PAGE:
On Tuesday, Senator Mitt Romney (R-UT) unveiled legislation that would put the future of Social Security in the hands of a special committee, claiming that “if you ever want to see a balanced budget, if you ever want to get out of debt, you have to deal with these trust funds.” National Committee president and CEO Max Richtman pushed back on Romney’s proposal yesterday as yet another attempt at “entitlement reform” that would hurt seniors.
“The last thing seniors need is for Mitt Romney to get his hands on Social Security. The Utah Senator intends to introduce a bill establishing a ‘Rescue Committee’ which would write legislation to keep the Social Security trust fund solvent for 75 years. We need only look to recent history to determine what Romney has in mind. During his failed 2012 presidential campaign, Romney proposed to raise the Social Security retirement age and slow the growth of benefits for some retirees. Romney’s 2012 running mate, Paul Ryan, fought to privatize Social Security throughout his two decades on Capitol Hill. Fortunately, Americans rejected Romney and Ryan’s bleak vision for Social Security’s future.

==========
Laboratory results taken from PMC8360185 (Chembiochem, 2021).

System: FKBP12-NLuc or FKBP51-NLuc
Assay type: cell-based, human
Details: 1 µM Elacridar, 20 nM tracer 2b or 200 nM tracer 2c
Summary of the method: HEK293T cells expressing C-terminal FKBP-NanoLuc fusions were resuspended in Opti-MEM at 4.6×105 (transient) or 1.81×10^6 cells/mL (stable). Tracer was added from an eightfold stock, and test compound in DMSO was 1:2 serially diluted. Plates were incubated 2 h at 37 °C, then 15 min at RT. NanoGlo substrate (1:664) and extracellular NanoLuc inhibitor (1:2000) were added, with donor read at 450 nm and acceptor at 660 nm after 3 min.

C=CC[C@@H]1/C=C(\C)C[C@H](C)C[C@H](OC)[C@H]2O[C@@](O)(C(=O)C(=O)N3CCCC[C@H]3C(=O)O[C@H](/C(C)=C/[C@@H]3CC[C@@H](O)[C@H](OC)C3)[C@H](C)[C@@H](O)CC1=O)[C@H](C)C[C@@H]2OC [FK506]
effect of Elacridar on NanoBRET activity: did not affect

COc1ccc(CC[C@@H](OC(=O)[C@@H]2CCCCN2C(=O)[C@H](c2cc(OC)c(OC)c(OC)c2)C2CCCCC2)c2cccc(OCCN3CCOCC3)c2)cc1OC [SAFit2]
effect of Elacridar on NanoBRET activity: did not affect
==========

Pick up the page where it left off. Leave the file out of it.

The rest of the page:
Like an earlier, failed proposal in the 115th Congress to establish a special Social Security commission, Senator Romney’s ‘rescue committee’ would set up a process that puts benefits at risk, forcing millions of older Americans onto a pathway toward poverty.
The Senator’s bill also ignores legislation already introduced by Democrats that doesn’t ask seniors to bear the cost of strengthening Social Security’s finances. Rep. John Larson’s Social Security 2100 Act would keep the program financially sound for more than 75 years without raising the retirement age or cutting benefits. It even includes a modest benefit boost. Bernie Sanders (I-VT) has introduced a similar bill in the Senate. As for Romney’s latest “entitlement reform” plan, we’ve seen this pitch before – and seniors aren’t buying it.” – Max Richtman, President and CEO of the National Committee to Preserve Social Security and Medicare